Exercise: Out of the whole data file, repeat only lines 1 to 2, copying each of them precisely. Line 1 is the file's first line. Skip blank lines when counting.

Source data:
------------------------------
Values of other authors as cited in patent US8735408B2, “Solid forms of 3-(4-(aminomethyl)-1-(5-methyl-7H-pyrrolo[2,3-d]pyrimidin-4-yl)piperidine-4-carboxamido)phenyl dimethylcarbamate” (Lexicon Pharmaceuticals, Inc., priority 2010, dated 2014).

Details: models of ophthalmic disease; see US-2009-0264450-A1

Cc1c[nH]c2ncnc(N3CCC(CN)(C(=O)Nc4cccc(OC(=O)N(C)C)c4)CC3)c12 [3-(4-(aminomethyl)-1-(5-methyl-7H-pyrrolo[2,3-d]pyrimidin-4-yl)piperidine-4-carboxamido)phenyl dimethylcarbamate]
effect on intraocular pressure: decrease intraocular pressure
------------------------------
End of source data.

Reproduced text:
Values of other authors as cited in patent US8735408B2, “Solid forms of 3-(4-(aminomethyl)-1-(5-methyl-7H-pyrrolo[2,3-d]pyrimidin-4-yl)piperidine-4-carboxamido)phenyl dimethylcarbamate” (Lexicon Pharmaceuticals, Inc., priority 2010, dated 2014).

Details: models of ophthalmic disease; see US-2009-0264450-A1